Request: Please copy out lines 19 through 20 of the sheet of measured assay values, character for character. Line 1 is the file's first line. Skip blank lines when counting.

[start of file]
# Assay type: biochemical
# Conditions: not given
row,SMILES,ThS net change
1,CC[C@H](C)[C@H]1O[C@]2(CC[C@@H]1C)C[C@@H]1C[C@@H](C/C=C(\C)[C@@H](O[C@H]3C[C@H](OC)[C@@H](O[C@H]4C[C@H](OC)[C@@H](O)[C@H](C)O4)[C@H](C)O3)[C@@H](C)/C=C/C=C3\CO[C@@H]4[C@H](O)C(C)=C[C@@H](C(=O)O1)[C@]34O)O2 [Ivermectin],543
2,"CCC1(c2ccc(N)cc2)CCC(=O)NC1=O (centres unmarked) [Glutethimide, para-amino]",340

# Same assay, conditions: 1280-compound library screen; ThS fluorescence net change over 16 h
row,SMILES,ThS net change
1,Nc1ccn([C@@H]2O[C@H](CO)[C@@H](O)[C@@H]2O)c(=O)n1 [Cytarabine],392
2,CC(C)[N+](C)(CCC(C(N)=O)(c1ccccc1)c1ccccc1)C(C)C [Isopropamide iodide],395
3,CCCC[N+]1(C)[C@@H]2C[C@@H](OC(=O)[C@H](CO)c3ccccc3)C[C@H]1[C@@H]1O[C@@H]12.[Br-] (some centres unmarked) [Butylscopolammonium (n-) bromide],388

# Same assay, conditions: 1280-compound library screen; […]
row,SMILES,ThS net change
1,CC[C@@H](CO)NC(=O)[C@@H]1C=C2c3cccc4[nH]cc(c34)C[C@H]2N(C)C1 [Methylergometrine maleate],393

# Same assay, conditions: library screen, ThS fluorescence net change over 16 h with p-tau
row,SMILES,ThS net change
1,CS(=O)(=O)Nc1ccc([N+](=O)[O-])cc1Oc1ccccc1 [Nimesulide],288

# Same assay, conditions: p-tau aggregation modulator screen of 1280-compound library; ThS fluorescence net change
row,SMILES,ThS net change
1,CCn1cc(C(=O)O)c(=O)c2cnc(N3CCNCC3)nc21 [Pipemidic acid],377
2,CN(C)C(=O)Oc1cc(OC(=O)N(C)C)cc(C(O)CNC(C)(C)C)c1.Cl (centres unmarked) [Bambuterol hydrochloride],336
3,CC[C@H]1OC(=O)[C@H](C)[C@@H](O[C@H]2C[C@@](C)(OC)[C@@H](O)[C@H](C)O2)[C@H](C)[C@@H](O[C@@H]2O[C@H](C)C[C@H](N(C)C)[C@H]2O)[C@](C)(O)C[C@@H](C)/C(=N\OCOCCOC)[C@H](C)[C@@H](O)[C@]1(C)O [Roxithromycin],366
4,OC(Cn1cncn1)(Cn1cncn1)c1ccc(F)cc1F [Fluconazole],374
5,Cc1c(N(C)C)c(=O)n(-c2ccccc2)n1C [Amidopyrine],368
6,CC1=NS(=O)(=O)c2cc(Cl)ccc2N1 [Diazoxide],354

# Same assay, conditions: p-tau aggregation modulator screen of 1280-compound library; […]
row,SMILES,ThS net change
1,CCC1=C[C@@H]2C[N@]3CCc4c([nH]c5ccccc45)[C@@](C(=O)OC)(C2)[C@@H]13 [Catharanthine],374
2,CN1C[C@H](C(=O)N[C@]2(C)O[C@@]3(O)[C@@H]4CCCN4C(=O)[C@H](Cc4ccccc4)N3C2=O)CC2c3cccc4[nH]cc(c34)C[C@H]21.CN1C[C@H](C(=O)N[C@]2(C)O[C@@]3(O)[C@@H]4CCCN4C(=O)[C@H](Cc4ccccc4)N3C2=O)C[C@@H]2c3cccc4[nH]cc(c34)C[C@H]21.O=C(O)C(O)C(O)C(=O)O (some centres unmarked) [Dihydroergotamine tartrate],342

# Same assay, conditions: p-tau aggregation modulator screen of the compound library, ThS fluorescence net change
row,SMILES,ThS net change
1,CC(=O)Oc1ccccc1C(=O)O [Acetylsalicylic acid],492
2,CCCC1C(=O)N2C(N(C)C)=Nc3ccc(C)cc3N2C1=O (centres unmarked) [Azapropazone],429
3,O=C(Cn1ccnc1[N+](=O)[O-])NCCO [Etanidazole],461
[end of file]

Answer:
1,CCn1cc(C(=O)O)c(=O)c2cnc(N3CCNCC3)nc21 [Pipemidic acid],377
2,CN(C)C(=O)Oc1cc(OC(=O)N(C)C)cc(C(O)CNC(C)(C)C)c1.Cl (centres unmarked) [Bambuterol hydrochloride],336